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squirrel dude

squirrel dude

9/12/2007 11:07:55 PM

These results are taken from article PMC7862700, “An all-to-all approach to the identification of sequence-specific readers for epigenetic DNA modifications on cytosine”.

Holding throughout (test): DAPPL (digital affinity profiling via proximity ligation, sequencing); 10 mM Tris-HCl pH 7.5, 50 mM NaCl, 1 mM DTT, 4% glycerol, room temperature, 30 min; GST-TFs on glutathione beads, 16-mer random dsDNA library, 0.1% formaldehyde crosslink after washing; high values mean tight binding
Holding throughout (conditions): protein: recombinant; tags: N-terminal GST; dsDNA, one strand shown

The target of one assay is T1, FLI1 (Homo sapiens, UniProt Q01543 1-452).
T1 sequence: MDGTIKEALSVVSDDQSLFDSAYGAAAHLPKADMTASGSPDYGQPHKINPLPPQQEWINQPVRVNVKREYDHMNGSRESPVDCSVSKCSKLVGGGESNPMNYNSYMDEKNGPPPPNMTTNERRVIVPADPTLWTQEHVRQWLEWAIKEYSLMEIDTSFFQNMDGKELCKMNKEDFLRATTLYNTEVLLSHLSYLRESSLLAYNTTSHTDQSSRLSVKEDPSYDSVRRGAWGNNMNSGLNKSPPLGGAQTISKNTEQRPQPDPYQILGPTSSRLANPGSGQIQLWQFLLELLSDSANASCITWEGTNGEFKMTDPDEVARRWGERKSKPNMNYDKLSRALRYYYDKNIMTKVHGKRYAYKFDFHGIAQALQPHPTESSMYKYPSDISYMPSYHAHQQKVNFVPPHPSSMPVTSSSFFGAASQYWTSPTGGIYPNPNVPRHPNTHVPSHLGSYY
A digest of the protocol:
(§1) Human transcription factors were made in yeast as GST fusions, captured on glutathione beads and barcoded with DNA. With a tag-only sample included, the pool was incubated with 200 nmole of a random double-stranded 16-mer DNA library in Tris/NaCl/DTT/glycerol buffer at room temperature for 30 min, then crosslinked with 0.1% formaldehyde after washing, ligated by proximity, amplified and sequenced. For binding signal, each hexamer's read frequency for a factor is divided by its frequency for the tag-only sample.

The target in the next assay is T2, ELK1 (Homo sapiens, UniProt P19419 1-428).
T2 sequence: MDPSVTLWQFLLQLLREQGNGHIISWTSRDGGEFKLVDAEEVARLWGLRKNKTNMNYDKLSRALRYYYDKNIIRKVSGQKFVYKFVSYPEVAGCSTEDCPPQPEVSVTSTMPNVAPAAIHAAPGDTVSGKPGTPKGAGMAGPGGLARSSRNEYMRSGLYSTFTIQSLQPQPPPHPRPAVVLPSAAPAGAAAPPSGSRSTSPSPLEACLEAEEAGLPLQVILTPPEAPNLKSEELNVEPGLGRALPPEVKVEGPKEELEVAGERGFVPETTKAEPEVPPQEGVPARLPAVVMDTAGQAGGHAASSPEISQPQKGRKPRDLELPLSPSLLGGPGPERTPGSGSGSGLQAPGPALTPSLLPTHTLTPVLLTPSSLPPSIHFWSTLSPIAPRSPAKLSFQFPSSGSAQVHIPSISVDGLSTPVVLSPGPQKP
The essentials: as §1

Here's a story, read it, and tell me what you think. [i]This story does not support the [Hitler's Party] movement in any way. It is only a story. [/i] [b]Through Hell For Hitler.[/b] “Actung! Granate!” Feldwebel Corbec barked. He jumped out from behind the cover of the Panzer IV, grabbed the American grenade that had tumbled to a stop before him, and threw it with all his power back where it had came. The pineapple-like grenade flew through the open doorway of a small house by the side of the road and exploded. A plume of brick dust and shrapnel announced the end of the American troops hiding inside. He scrambled back behind the tank as an American machinegun started firing on him from a house down the dirt-track street. Feldwebel Corbec led a squad in the 22nd Composite Infantry Division. His was made of ten conscripts and veterans pinned down behind one of the divisions few remaining Panzers. The 22nd Composite Infantry Division, along with a Waffen SS Panzer Division, had been dispatched to this particular region of Northern France as part of an offensive devised by the Oberkommando Der Wehrmacht or OKW for short. This came almost a week after the final German troops trapped around Chambois surrendered, explaining why such an inadequate unit was being used for such a difficult task. The objective laid down by the General Staff was for the 22nd to hold the small rural town of Poisson from American forces encroaching on the area, and once the American attack had been blunted, allow the SS tanks to follow up with a counter attack supported by heavy artillery support and if necessary, a reserve sapper division. The town lay on the banks of the river, but at this point, it was shallow enough for tanks to just rumble right across. In the centre was the majority of the towns houses, forming a sort-of square facing the North and East. In the South-East, on the banks of the river sat a graveyard. Both the eastern wall of buildings and the graveyard were crawling with Americans and Germans fighting savage hand-to-hand battles with knives, gun-butts and sharpened spades. The tragedy was that the new German recruits would fight bravely and die viciously for a regime that would later send boys as young as fourteen into combat against professional soldiers, all just to prolong its lifespan for a few more days. It had to be said, that this was a far cry from the situation in the New Year, where the Germans had cheered “Prottis Neu Jahr!” Downed their bottles of Schnapps and French wine, while enjoying the hospitality of the pretty French girls. But those days were long gone, Corbec knew as much. He was not the most avid National Socialist to say the least, and had even dared the wrath of the Gestapo by sheltering a family of Jews in his cellar. He didn’t know where they were now, probably Switzerland, but he was sure he would never see them again. Corbec’s unit, and the Panzer they hid behind was on the very northern tip of town. They had remained static for the past hour or so and used up several Panzerfaust rocket launchers and belts of ammunition for their MG42’s in their defence. Despite killing around four Sherman tanks and dozens of enemy infantrymen on their part of town, those to the eastern edge had not been so lucky. The squads along that flank, and the west for that matter, were largely made of younger conscripts and green recruits. As such they panicked and fled the moment they spotted an American tank. Those that hadn’t been gunned down as they broke now made up most of the German troops along the “wall” of houses facing East. Currently, they were moving east along the northern dirt track to help clear out the American forces that so mauled their comrades. But their short advance was stalled. On a low rise sat a two-floored house, crawling with Americans. In one window, an American sat with his loader by a .30 calibre machinegun, and his friends crouched behind the low wall just before the house, inside the building itself and a few rotting hay-bales left behind by the French farmer who once owned the house. A little further on from behind that house sat two barns on a small hill. One on the edge of the hill, smaller than the other sitting further back. Both offered excellent vantage points on the town and the Americans were capitalising on this, having set up mortars to rain explosive death down on the Germans. “Reuber! Amerikaner machinengewehr im ersten stock!” Corbec shouted to the unit sniper. Reuber was a veteran who had somehow survived all the way from the Fall Of France, a quick tour in the Balkans and the retreat from Normandy. As the squad provided covering fire to force the Americans to duck and cover, he broke out from behind the tank and made for a bungalow just nearby. Staying low, he made his way around the back of the building, which was still burning thanks to an RAF air raid earlier on. Overhead, Luftwaffe Meserschmitts tangled with American warplanes, filling the air with the rattle of their machineguns and drone of propeller engines. Looking up, Corbec could see an Me 109 pounce onto the tail of an enemy plane, riddle it with lead then break off, leaving the dying craft to plunge to an explosive end, head first into the smaller barn on the hill. Germans across the town released a heartfelt cheer. Reuber, not yet spotted by the machine-gunner, settled down behind a pile of firewood logs and took aim. He used a Karabiner 98k bolt-action rifle with a powerful telescopic scope attached to it. He took aim, steadying his grip on the rifle. The machine-gunner still hadn’t spotted him, wasting ammunition on the Panzer, but it was already too late for him. Crack! The rifle blasted the gunner’s head into pieces and the man released his gun. Before he had even hit the ground, Corbec had ordered the unit to throw their hand grenades at the enemy position, and for a flammenwerfer to come forward. Half a dozen Stielhandgranate grenades dropped around the dug-in Americans and blew up almost simultaneously. Some defenders went flying, some were blown to pieces, the grenades even ignited the ammunition on an unlucky few and caused enough bodily damage to kill them ten times over. Then the Flame Thrower started up, with the reek of petrol hanging in the air, blazing lances of liquid lame grasped out to burn the enemy soldiers alive. The smell of petrol was soon replaced by the wretched stink of burning skin and fat. The flame thrower eased off and moved around the other side of the house, opposite the street to send more blasts of flame through the shattered windows. The rest of the squad burst in, MP44 sub-machineguns blazing at anyone who was still alive. An American stumbled by Corbec, blazing from head to toe in a wreath of flame. Corbec fired a burst from his Sturmgewehr 44 Assault Rifle and put him out of his misery. In under half a minute, the last two Americans had run from the house, only to be shot in the back by the spiteful German victors. “Urban!” Corbec shouted. He had stepped out of the now ghastly house he had taken to get some fresh air. “Ich komme sofort.” Unterofizier Urban replied, dashing over. He too was a veteran, and that showed. Because of people like him, the squad hadn’t lost any of it’s members when they stormed the building. “Und Reuber!” Corbec shouted, grabbing the sharpshooters’ attention. “Ja?” He replied. Corbec jerked his thumb upwards, gesturing for him to take position in the house. He did as he was told. Corbec turned back to Urban and explained that they needed Artillery support if they were ever to retake the hill the Americans were using. They checked map coordinates and had the squad radio operator come over. They got through to the commander of a Nebelwerfer artillery battery. Nebelwerfers were six-barrelled rocket launchers, capable of flinging rockets for up to four miles. The coordinates of the hill were relayed to the battery, and in moments, the rockets started to fall. With their distinctive screaming noise, five salvoes of six rockets devastated the hill, flinging cascades of dirt and soil high into the air. The barn took a direct hit and was converted into matchwood. Just as the final rocket pounded the hill, the squad rushed out from cover, roaring a fearsome battle cry. They were halfway across the street and almost at the foot of the hill when the mortars started firing again, and so did the machineguns. The first to die was the flame trooper, a bullet struck his fuel tank and turned him into a living torch. Americans with their machineguns raked back and forth in indiscriminate killing. The mortar shells ground the street up, filling the air with explosions and lethal shrapnel fragments. Corbec just reached the base of the hill when a shell exploded behind him. A shard of metal flew him in his thigh and he collapsed into a shallow crater with a yelp. Corbec had only just fallen in when someone landed on him. It was Urban, dead with more bullet holes in his chest than you could count. Corbec shoved his deceased comrade out of the hole